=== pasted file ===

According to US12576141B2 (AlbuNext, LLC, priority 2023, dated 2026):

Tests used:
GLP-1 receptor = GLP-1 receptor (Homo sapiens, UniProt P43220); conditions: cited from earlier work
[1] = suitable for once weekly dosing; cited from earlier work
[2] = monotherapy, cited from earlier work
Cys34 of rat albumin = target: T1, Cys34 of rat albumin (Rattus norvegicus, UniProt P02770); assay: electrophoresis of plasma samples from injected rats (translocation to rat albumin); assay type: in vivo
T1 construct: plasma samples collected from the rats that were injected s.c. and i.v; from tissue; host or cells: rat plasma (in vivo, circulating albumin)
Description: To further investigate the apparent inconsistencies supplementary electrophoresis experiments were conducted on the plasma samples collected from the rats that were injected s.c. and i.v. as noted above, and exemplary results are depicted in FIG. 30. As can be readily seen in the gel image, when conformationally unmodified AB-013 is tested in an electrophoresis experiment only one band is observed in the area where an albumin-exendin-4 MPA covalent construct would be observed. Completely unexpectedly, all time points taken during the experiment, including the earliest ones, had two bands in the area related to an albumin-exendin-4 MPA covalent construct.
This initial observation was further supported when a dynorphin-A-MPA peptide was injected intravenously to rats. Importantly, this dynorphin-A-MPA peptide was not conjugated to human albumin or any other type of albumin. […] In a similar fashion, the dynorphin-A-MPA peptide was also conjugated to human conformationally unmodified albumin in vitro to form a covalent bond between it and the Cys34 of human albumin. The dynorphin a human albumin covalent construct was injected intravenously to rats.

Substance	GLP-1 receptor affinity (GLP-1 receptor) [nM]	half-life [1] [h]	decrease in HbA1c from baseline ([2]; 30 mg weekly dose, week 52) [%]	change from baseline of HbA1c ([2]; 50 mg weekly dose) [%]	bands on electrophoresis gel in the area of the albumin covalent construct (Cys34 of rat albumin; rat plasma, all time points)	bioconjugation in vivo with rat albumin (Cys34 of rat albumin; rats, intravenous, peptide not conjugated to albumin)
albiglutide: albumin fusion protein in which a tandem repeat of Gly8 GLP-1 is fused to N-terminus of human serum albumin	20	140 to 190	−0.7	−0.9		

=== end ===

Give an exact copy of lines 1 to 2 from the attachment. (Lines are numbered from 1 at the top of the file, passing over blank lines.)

According to US12576141B2 (AlbuNext, LLC, priority 2023, dated 2026):

Tests used: